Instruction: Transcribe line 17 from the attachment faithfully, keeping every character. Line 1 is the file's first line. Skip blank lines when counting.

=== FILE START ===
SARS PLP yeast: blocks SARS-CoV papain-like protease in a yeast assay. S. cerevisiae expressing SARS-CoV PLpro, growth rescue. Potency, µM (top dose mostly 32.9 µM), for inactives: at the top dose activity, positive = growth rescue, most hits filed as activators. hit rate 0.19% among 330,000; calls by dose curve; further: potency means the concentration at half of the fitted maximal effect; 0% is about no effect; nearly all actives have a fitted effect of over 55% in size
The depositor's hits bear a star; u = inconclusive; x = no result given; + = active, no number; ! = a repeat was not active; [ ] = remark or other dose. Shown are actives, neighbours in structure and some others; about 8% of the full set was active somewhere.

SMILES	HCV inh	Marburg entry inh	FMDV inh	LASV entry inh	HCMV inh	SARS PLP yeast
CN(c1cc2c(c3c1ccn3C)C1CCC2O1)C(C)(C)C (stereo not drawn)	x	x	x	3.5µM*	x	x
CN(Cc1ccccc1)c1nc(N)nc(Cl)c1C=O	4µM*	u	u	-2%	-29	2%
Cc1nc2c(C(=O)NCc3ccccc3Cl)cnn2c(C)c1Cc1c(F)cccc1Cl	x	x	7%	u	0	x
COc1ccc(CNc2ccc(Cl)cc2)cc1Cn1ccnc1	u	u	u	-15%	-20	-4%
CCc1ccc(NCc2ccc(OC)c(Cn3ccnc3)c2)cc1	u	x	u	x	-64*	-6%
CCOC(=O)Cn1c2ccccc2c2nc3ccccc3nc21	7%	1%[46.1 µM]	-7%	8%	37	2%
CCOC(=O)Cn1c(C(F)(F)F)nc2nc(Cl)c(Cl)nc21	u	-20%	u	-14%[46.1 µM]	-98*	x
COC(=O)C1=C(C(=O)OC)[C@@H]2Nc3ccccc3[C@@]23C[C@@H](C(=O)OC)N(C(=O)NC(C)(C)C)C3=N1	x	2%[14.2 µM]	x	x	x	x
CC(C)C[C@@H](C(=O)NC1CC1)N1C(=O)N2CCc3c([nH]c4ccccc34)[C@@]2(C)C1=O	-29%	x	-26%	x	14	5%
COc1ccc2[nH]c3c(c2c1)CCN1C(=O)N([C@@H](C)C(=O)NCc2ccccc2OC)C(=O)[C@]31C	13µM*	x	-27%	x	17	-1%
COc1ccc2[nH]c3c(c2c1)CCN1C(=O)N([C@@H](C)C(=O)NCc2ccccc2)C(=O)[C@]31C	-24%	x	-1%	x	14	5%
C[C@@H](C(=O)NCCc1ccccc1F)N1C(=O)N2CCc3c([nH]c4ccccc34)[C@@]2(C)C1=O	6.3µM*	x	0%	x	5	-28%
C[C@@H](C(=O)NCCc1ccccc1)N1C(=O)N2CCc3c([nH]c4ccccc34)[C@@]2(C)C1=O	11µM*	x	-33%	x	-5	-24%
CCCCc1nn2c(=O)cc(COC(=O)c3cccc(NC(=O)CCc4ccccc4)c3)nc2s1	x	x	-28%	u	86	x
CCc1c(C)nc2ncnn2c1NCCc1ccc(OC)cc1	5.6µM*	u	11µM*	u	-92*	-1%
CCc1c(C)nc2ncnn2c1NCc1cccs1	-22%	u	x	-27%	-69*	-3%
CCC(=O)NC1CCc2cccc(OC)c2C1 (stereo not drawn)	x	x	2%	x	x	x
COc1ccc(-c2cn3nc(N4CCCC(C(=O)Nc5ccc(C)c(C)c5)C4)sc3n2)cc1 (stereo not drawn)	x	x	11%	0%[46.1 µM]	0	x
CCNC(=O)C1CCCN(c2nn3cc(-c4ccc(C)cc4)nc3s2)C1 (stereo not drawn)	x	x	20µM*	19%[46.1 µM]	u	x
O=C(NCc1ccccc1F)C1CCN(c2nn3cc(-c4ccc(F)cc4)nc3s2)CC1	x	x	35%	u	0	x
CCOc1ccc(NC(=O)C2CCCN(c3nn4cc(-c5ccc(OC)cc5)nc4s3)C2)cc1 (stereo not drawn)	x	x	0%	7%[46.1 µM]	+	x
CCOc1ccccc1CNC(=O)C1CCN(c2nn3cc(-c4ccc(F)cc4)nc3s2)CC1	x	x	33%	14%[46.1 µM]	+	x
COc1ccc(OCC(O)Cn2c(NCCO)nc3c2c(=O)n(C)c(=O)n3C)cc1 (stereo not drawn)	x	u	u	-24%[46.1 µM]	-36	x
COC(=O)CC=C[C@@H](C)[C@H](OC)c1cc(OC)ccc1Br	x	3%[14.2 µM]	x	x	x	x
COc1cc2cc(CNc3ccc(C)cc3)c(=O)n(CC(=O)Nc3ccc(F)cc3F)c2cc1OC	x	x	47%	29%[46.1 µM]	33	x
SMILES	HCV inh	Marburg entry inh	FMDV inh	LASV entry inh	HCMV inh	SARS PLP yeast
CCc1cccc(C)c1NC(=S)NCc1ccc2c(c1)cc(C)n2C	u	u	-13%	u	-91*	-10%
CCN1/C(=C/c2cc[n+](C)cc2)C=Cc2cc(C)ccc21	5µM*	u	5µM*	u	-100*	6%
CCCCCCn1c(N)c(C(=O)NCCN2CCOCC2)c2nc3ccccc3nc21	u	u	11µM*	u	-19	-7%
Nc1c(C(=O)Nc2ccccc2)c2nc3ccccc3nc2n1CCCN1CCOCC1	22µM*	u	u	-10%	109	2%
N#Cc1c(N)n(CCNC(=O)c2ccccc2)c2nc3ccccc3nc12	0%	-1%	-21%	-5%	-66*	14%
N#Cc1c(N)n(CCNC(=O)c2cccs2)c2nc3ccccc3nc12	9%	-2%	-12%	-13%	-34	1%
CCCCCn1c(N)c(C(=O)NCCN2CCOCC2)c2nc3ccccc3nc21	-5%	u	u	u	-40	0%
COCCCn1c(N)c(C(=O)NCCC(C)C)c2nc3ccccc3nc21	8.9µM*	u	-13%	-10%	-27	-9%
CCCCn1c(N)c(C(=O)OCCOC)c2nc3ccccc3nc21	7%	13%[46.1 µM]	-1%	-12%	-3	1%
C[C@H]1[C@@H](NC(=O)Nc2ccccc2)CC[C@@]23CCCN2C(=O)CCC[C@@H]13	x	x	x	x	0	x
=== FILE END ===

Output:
CCCCc1nn2c(=O)cc(COC(=O)c3cccc(NC(=O)CCc4ccccc4)c3)nc2s1	x	x	-28%	u	86	x